Monday, February 13, 2012

Penetrating the Great Firewall of China

At our gate in the Taipei airport, John and I were furiously writing and uploading photos for our last Taiwan entry, just so we could be finished with Taiwan before going behind the GFC. Our flight was called. John had to click "publish" before he had a chance to put in all the photos.

The more I thought about the situation, the more outraged I became. I vowed to break through the GFC. For non-techies, there is a plethera of anti-censorship services that use tunneling (VPN) or proxy technology. We could always pay for a service, buying our way to freedom. This would be a very good use of our money.

The challenge is that the GFC blocks the websites of anti-censorship services and all information about those services. In between all the CNY festivities, I was searching desperately. Eventually, my breakthrough came when I happened upon an unblocked website of a service that offered a two-day trial.

During those two days I must have tried out 20 to 30 different services. In the end I found a number of free services that are working in China (as of Feb 2012) at least some of the time: SecurityKiss, ProXPN, Psiphon, UltraSurf, Freegate, GPass, GTunnel, FreeU, DynaPass, over half which are supported by the Falungong (I am mentioning this without passing any judgement). The important thing is that we are once again a part of the free world. It is so true how we take freedom for granted until we do not have it.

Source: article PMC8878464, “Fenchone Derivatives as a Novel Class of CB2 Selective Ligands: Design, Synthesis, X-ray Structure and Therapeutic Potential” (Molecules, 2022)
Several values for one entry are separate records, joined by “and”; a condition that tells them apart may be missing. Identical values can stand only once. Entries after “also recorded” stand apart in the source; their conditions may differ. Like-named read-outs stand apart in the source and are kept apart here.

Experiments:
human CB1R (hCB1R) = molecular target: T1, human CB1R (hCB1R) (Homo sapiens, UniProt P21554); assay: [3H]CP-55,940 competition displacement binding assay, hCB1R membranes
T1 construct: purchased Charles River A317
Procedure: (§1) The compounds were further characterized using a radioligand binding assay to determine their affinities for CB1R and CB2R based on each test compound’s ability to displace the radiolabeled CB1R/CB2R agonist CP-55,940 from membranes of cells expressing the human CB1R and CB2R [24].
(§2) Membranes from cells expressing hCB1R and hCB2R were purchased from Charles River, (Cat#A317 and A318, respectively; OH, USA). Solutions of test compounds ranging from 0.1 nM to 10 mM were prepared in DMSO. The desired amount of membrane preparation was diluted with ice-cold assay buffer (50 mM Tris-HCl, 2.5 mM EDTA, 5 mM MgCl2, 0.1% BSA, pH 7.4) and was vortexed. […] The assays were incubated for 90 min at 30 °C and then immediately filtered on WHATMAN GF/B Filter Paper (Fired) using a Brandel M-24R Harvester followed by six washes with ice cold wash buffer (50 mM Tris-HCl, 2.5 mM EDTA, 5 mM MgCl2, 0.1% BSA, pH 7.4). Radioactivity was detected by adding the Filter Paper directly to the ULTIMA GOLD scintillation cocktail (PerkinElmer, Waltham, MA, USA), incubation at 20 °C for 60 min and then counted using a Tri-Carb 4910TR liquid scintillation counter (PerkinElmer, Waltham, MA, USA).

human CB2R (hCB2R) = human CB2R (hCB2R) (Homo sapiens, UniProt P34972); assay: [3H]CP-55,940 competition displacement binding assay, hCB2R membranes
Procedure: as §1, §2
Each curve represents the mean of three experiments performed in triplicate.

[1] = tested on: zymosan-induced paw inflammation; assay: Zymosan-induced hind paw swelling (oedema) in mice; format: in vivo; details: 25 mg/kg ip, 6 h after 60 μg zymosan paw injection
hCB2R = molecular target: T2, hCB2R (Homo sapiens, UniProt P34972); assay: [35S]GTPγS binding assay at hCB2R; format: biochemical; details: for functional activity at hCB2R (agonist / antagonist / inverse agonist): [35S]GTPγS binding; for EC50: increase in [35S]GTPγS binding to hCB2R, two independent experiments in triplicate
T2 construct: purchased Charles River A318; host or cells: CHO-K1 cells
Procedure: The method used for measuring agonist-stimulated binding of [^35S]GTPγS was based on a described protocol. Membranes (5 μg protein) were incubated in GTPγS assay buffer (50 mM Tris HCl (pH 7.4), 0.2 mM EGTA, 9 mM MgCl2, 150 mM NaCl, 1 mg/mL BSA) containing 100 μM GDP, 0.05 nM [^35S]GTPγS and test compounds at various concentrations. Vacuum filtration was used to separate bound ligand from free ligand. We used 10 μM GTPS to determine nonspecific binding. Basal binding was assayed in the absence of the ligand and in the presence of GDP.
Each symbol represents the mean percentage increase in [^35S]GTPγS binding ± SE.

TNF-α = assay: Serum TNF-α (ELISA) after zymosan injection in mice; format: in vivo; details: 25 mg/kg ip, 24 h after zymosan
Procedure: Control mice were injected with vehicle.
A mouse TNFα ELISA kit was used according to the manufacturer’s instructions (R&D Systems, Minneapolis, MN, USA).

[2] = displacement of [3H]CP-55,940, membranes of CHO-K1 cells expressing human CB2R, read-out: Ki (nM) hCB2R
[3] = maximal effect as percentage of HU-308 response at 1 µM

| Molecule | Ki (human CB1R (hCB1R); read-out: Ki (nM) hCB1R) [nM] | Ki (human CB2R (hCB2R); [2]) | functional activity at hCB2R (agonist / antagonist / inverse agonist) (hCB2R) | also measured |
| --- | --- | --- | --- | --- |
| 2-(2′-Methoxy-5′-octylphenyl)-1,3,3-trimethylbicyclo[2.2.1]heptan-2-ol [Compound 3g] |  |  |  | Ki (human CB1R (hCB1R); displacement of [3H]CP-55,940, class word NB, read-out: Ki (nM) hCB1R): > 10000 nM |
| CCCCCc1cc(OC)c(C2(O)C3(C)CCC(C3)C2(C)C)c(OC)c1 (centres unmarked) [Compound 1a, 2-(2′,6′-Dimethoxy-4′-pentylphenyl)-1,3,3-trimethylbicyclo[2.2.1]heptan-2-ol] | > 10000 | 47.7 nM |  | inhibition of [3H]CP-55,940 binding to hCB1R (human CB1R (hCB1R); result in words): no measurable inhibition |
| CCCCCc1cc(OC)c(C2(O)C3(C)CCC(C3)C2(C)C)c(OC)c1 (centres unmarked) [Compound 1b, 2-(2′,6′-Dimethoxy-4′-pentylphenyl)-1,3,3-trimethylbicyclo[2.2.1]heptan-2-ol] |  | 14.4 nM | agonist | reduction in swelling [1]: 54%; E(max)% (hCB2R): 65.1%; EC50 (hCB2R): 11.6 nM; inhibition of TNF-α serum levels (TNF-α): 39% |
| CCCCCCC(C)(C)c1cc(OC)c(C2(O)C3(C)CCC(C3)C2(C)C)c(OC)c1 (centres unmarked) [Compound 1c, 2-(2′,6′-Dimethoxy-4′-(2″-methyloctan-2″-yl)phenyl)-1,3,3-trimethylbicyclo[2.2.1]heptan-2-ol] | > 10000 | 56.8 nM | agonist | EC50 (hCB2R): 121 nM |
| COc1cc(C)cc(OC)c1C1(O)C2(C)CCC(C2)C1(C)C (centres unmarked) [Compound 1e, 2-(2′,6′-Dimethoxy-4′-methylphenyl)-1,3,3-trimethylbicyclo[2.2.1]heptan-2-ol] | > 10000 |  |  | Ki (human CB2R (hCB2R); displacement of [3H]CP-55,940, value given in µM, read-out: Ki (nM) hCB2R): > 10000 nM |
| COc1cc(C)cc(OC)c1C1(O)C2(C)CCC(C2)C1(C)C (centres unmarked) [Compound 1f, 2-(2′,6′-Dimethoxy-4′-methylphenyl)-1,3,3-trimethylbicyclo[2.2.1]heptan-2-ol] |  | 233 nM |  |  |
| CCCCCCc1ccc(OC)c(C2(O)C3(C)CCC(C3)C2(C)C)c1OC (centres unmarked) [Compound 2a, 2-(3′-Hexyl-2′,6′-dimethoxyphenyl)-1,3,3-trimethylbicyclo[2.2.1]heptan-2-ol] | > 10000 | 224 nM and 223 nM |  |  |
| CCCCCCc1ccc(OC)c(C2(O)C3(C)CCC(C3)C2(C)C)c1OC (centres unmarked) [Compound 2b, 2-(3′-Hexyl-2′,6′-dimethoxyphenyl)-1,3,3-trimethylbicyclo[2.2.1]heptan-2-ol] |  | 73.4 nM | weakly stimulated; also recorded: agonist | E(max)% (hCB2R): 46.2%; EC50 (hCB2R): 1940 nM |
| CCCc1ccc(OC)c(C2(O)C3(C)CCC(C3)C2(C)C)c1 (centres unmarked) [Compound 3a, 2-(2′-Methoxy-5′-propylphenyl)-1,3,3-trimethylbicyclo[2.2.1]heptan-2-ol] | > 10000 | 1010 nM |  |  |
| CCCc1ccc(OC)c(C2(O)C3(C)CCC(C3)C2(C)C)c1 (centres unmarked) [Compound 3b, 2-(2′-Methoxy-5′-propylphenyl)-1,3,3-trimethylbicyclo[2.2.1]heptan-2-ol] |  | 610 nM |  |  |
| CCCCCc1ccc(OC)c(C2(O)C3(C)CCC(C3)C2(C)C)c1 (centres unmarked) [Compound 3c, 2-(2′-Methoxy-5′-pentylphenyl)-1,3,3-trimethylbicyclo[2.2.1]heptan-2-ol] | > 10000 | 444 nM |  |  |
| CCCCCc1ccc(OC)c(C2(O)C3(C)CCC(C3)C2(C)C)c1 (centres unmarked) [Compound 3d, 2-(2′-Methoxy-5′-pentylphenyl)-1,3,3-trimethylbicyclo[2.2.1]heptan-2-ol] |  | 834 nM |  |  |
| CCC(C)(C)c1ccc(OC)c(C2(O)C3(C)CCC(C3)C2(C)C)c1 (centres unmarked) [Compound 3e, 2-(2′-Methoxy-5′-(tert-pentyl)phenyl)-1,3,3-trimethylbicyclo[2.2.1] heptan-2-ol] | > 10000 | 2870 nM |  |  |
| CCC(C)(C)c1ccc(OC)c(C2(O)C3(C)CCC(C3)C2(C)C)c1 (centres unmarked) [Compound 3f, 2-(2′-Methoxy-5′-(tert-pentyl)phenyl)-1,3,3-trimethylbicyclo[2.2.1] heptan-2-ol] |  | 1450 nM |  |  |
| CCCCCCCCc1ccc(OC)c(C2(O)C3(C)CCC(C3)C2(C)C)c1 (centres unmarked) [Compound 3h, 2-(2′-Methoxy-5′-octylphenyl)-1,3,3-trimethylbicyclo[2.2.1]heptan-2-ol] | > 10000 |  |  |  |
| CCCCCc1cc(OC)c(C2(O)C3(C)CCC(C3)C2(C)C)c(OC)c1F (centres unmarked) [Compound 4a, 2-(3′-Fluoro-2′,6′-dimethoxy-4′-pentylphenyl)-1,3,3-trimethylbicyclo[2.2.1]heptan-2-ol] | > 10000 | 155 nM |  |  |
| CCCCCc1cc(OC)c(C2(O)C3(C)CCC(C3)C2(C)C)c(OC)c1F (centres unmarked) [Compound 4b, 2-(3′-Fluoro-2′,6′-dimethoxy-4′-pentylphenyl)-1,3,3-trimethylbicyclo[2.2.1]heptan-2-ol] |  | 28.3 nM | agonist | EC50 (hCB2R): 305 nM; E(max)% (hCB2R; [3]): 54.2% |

4 comments:

Crash Eddy said...

For a network geek like you, Sun-Ling, this VPN/proxy challenge must've been child's play.

john said...

Exactly....And since that post she's conquered some unusual internet connection schemes at 2 hotels.
-john

Charles said...

Now that I am out of Iran, I can see this. I should have done my homework before going to Iran. I tried to break through their censorship while I was there. I was only partly successful. Anything that can be accessed via HTTPS was easy to get to - such as YouTube, Facebook, etc. Just go through an HTTP proxy that does SSL (get them from google-proxy.net). For unencrypted sites this does not work. Iran also blocks VPNs. I found a VPN that somebody said worked in Iran but it was so slow as to be completely unusable. After a while I just gave up because I did not want to spend my limited time in Iran sitting in a hotel room trying to circumvent their censorship. I should have done more homework in advance :-)

I wonder how the computer scientists who develop censorship technology see themselves.

Sun-Ling said...

You were not going to there for very long. It was no biggie. Nonetheless you must felt outrage. No matter how much we complain about the going-on's in the US, we have freedom of press, speech, information....